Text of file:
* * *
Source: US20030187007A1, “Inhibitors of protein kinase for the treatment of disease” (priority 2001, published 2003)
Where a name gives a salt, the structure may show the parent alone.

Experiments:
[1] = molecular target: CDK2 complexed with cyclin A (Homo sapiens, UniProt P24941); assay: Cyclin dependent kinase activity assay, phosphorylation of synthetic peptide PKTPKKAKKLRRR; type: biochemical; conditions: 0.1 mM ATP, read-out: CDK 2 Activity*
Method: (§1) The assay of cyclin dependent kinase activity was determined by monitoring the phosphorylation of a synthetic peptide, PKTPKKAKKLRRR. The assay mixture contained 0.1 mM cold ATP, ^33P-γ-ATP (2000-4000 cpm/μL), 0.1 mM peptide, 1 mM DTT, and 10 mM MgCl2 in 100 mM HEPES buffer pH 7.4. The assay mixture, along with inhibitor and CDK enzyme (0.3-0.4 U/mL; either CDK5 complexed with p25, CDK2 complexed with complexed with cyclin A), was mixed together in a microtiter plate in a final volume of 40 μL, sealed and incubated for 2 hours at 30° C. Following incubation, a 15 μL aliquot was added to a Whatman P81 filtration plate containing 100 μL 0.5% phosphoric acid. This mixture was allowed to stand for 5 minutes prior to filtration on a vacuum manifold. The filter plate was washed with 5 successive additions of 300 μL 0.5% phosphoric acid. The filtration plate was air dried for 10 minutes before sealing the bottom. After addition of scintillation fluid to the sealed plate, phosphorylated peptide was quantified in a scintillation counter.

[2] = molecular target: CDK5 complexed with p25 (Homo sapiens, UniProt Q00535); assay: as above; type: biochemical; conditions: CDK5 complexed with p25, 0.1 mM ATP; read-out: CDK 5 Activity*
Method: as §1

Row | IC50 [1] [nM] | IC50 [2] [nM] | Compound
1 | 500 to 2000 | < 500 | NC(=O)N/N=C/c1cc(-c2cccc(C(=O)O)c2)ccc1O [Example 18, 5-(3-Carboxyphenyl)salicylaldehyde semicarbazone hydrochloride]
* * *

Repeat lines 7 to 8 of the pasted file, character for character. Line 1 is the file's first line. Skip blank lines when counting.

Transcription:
Method: as §1

Row | IC50 [1] [nM] | IC50 [2] [nM] | Compound